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Shifting the Attention from Gold to Equities

The U.S. Comex gold futures rose on Thursday by 0.71 percent to $1,392.50. Week-to-Thursday, the gold futures are down 7.25 percent while year-to-date, the prices are down 16.91 percent. Gold has returned 17 percent per year in the previous ten years. However, the gold futures entered into a bear market on 12 April as the big sell-off began. The S&P 500 index fell 2.09 percent in the past two days while the Euro Stoxx 50 index also dropped 2.06 percent. The Dollar Index rose 0.30 percent this week with the Euro/Dollar dropping 0.47 percent and the Yen rising 0.20 percent against the Dollar. The CRB Commodity index suffered a loss of 1.50 percent this week.

Stocks Declined as Gold Rebounded
Market’s concerns have shifted to equities after the gold’s downturn. Bloomberg highlighted that the U.S. stocks peaked in April in the past three years and declined for the next two to six months. The sentiment towards stocks and commodities has been weak as economic data from the U.S. and China were weaker than expected while some earnings results were disappointing. The U.S. leading indicators index, a gauge for the economy in the next three to six months, dropped 0.1 percent in March compared to an expected increase of 0.1 percent. The expansion at both the Philadelphia and the New York regions cooled in April with inventories plunging.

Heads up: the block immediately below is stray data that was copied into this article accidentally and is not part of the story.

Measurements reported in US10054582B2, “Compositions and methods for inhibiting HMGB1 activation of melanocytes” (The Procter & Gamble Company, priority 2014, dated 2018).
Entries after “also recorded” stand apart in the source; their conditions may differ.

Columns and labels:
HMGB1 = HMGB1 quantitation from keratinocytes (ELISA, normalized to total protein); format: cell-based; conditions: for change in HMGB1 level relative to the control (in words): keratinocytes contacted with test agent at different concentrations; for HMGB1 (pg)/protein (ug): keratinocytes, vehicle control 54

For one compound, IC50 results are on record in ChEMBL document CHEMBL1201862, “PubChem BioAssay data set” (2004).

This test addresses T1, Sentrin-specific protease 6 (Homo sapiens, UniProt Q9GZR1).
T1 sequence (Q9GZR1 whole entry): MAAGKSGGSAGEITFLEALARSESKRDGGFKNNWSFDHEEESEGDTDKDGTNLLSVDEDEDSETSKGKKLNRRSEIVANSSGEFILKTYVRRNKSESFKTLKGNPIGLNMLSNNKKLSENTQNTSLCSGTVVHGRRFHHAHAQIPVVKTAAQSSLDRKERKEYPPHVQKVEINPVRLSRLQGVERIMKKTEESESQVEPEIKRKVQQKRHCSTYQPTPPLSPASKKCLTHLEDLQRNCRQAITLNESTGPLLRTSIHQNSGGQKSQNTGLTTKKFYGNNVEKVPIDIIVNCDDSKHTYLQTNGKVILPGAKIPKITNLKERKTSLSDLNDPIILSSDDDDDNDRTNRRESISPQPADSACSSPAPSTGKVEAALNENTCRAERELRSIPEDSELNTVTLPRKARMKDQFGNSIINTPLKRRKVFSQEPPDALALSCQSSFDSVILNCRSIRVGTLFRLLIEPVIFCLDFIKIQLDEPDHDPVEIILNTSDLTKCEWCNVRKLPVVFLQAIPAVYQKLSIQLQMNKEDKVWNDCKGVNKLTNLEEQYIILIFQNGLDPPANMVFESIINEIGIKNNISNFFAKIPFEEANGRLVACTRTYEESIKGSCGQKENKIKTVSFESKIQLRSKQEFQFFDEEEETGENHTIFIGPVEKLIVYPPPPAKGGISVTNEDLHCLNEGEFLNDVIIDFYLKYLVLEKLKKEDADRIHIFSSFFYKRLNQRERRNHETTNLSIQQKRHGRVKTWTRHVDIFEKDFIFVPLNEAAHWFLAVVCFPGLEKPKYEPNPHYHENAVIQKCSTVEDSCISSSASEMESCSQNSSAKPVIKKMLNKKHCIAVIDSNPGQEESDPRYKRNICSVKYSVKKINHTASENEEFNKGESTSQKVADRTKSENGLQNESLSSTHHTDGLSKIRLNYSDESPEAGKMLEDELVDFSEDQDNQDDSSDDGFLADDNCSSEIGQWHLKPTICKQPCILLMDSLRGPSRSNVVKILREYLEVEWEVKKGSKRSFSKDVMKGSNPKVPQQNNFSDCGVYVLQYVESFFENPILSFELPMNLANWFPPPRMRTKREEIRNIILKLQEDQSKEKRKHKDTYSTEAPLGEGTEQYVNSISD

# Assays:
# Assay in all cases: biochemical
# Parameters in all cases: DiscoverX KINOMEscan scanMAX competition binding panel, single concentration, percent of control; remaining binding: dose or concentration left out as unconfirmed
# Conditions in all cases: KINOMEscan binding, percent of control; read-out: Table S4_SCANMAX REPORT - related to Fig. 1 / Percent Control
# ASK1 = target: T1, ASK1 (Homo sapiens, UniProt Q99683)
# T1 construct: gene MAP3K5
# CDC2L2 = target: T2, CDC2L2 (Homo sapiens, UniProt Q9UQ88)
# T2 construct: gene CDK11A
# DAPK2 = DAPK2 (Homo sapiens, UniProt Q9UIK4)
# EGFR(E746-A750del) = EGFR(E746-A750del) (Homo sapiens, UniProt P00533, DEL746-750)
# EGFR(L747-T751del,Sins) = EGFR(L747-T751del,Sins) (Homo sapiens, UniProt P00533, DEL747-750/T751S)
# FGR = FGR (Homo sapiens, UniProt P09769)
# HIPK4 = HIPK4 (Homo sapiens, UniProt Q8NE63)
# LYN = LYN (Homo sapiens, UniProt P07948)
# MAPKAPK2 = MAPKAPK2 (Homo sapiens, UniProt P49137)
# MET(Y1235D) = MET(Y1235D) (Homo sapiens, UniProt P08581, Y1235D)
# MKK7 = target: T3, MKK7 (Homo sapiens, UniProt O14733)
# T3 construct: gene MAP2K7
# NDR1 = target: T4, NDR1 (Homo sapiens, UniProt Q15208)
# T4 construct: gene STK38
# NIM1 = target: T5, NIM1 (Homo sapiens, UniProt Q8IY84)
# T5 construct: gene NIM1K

Debates on Gold
After the gold price plunge, the Chinese, Indian and Thai retail buyers rushed to buy gold. The April U.S. Mint sales more than doubled from March to April while the Australia’s Perth Mint saw its sales doubled in one week. Central banks are watching closely the price level to re-enter even though some bank analysts are calling for gold prices to go towards $1,000. The gold-backed ETP holdings declined by 2.41 percent this week to 2,348 metric tons and dropped 10.8 percent this year. A stronger dollar remains a danger for gold.

What to Watch
The important events and data to watch next week will include the April “Flash” manufacturing PMI from China, the E17 and the U.S. on 23 April, the April Germany IFO business climate index and the March U.S. durable goods orders on 24 April, and the Bank of Japan policy rate meeting on 26 April.


This story is provided by Sharps Pixley, for more information and content please visit: www.SharpsPixley.com

19 Apr 2013 | Categories: Gold

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